Legal Implications of
Study Results Showing Continued Failure
to Disclose HIV Status to Sexual Partners
By Elaine A. Lisko, Health Law & Policy Institute
According to a recently released study conducted at two New England hospitals, four out of every ten persons who are HIV+ do not advise their sexual partners about their HIV status. Additionally, almost two-thirds of those did not always use a condom. See Sex Partners Often Silent About H.I.V., N.Y. Times, February 9, 1998, at A10.
This reported high-risk behavior has enormous legal as well as public health implications. Efforts to reduce the spread of HIV infection now include the imposition of criminal and civil penalties on individuals who intentionally or recklessly expose others to the virus without first disclosing their status.
Over 20 states have enacted laws that prohibit or outlaw the knowing transmission of or exposure of another to HIV. A number of these states, including Arkansas, Georgia, Idaho, Illinois, Michigan, Missouri, Oklahoma, South Carolina and Tennessee, make it a felony. Texas previously criminalized intentional HIV exposure but deleted that provision from its penal code effective September 1, 1994.
Interestingly, Massachusetts and Rhode Island, where the study was conducted, come out differently on the issue. Massachusetts does not have a statute outlawing HIV exposure, whereas Rhode Island does. The penalties imposed in Rhode Island are not very severe, however. A person found in violation of the statute is to be fined no more than $100 or imprisoned for not more than 3 months.
Disclosure serves multiple purposes. Many HIV-specific statutes recognize the alleged victimís informed consent as an affirmative defense to a criminal charge of HIV transmission or exposure. As a result, disclosure of oneís HIV status before engaging in sexual relations not only demonstrates responsible behavior but also may reduce the possibility of criminal charges and sanctions.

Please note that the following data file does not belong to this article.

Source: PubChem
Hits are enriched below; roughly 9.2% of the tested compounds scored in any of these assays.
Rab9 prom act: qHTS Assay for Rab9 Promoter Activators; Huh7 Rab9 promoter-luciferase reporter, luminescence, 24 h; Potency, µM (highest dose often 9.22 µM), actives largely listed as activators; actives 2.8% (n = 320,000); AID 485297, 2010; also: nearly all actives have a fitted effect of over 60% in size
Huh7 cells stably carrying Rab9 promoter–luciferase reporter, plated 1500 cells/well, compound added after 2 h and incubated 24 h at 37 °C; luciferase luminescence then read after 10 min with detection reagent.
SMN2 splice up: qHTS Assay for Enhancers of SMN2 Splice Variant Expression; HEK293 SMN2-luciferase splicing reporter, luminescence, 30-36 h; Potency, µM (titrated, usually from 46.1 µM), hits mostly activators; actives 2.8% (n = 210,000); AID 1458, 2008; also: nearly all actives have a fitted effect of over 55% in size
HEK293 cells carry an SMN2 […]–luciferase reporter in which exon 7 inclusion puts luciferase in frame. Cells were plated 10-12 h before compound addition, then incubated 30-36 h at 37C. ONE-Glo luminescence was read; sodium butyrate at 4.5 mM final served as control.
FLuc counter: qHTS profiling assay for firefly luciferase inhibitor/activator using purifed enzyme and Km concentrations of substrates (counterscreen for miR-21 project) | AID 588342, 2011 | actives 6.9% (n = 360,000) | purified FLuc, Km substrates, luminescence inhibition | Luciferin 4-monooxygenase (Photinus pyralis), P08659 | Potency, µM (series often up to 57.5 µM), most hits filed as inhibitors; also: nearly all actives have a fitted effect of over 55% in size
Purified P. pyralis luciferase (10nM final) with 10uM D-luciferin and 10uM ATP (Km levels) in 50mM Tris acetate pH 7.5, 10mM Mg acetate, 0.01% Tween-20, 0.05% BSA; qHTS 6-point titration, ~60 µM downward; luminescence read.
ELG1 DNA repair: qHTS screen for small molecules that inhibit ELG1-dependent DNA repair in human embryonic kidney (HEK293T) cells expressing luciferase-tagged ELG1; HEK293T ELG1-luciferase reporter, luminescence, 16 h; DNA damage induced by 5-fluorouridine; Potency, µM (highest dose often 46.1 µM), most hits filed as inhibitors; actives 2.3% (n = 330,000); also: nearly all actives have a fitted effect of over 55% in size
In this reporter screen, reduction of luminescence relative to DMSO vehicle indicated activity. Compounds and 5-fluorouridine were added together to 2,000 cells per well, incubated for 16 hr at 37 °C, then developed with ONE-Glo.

Among the most commonly filed civil causes of action for HIV transmission or exposure are negligence, battery, fraud, misrepresentation and intentional infliction of emotional distress. As seen in the suit brought by Marc Christian against actor Rock Hudson, a finding of willful nondisclosure of oneís HIV status may result in a multi-million dollar judgment. The jury originally awarded Mr. Christian $24 million. While the judge subsequently reduced this amount to $5.5 million, it was still substantial. Nevertheless, criminal prosecution may present a greater threat than civil prosecution at least among those studied at the New England hospitals because the majority of individuals studied had low incomes and were high school dropouts.